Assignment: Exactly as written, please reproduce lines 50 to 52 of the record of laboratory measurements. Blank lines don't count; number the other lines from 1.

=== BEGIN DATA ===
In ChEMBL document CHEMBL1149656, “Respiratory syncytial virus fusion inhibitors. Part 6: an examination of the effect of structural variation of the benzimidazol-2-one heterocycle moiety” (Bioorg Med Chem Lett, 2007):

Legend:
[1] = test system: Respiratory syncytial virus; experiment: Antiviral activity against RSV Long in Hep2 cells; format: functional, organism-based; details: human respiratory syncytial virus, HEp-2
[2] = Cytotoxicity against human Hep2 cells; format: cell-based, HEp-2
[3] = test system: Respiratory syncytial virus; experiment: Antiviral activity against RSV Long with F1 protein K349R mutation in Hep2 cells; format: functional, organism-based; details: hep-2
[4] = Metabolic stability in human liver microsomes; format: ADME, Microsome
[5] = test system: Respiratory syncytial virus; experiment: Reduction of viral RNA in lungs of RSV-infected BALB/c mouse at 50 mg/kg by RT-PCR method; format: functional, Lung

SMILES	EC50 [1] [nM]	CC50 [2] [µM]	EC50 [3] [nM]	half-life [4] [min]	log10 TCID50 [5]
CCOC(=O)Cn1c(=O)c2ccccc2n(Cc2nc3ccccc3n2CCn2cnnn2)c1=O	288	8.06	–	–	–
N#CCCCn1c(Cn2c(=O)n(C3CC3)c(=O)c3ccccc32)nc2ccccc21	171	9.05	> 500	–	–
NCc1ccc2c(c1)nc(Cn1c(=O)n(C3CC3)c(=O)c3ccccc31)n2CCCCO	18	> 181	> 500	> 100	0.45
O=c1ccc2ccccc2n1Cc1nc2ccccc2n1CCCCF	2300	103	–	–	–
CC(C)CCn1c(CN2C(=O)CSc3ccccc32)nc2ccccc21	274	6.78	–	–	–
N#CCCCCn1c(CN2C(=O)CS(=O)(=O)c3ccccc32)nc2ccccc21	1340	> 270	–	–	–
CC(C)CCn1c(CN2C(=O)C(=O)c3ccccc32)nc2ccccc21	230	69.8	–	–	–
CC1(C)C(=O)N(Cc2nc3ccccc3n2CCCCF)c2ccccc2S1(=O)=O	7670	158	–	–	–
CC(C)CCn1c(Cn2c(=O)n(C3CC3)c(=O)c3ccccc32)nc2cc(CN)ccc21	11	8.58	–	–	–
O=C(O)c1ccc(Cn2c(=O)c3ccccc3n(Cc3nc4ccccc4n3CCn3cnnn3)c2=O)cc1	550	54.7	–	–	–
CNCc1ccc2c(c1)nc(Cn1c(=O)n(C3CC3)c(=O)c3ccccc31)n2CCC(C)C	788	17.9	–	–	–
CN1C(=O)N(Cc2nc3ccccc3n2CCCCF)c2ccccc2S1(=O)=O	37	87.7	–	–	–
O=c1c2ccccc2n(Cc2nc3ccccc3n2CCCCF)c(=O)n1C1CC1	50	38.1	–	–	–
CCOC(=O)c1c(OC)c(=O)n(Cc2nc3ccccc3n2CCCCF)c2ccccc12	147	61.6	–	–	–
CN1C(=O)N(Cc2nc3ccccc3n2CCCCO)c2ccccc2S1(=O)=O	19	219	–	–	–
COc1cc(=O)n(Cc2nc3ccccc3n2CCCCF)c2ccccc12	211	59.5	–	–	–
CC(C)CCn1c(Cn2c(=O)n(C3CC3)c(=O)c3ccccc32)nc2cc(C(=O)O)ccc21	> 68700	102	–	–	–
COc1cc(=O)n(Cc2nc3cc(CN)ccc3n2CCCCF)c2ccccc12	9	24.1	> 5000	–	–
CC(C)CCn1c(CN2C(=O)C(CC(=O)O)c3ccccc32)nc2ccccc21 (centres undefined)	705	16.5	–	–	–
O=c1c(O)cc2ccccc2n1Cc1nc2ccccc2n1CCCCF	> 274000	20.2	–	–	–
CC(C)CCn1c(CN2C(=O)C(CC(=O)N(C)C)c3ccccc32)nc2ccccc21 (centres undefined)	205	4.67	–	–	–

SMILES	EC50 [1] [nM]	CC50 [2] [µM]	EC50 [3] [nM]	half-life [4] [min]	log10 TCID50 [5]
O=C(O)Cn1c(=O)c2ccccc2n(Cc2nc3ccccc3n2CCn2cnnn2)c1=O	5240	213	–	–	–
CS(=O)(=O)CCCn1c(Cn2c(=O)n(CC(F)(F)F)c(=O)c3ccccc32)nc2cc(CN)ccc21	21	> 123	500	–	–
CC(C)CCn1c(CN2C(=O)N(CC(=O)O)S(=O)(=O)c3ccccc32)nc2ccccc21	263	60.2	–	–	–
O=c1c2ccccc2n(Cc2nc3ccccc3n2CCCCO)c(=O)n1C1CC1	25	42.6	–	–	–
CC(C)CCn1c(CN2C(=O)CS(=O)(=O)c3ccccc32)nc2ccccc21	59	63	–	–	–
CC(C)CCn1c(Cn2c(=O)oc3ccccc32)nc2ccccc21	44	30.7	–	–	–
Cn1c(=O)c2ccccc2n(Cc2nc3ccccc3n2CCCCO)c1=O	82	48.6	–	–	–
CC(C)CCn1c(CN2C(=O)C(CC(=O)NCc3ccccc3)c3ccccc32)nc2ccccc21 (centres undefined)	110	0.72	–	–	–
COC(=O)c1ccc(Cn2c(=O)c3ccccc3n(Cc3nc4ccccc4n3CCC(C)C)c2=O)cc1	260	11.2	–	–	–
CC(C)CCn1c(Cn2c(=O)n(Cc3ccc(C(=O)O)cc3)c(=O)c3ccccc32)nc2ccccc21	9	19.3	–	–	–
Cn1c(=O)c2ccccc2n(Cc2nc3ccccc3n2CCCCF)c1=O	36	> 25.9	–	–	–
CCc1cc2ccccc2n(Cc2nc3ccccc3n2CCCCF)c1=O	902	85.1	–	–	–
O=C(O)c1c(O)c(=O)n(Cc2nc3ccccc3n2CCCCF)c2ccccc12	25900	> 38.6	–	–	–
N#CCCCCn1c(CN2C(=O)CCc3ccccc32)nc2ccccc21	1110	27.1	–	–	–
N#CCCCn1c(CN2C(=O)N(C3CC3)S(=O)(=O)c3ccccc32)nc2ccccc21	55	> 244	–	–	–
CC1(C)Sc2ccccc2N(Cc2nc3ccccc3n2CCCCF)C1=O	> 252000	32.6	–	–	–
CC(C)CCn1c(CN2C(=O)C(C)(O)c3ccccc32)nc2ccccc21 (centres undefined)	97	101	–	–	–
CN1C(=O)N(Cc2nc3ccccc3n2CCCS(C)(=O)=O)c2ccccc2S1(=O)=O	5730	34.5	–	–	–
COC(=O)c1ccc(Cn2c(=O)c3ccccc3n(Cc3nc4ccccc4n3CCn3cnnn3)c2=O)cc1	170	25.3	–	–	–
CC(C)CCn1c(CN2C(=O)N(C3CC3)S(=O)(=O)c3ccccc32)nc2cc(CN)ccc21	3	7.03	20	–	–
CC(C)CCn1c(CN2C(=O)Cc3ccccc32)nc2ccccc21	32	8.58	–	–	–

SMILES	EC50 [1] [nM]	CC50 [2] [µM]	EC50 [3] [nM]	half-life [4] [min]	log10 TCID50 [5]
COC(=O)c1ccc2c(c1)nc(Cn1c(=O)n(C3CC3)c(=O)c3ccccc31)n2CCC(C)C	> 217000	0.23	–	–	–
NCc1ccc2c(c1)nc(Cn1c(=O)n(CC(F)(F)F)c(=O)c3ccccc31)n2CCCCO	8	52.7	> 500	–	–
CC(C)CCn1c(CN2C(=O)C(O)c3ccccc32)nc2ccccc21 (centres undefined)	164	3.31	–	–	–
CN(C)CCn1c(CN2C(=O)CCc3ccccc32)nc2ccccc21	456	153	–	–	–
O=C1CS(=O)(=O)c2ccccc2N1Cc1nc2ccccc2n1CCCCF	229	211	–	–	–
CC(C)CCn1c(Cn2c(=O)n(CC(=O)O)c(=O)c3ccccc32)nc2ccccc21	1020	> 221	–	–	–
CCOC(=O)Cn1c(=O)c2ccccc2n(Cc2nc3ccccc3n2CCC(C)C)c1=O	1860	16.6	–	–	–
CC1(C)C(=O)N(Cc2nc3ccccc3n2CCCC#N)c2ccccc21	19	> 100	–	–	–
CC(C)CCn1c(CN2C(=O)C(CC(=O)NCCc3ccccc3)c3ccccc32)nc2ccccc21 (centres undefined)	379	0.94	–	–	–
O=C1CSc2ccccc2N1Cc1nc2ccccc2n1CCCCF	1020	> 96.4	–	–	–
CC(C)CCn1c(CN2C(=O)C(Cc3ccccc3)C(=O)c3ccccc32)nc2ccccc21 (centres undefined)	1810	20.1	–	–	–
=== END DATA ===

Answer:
CC(C)CCn1c(CN2C(=O)N(C3CC3)S(=O)(=O)c3ccccc32)nc2cc(CN)ccc21	3	7.03	20	–	–
CC(C)CCn1c(CN2C(=O)Cc3ccccc32)nc2ccccc21	32	8.58	–	–	–

SMILES	EC50 [1] [nM]	CC50 [2] [µM]	EC50 [3] [nM]	half-life [4] [min]	log10 TCID50 [5]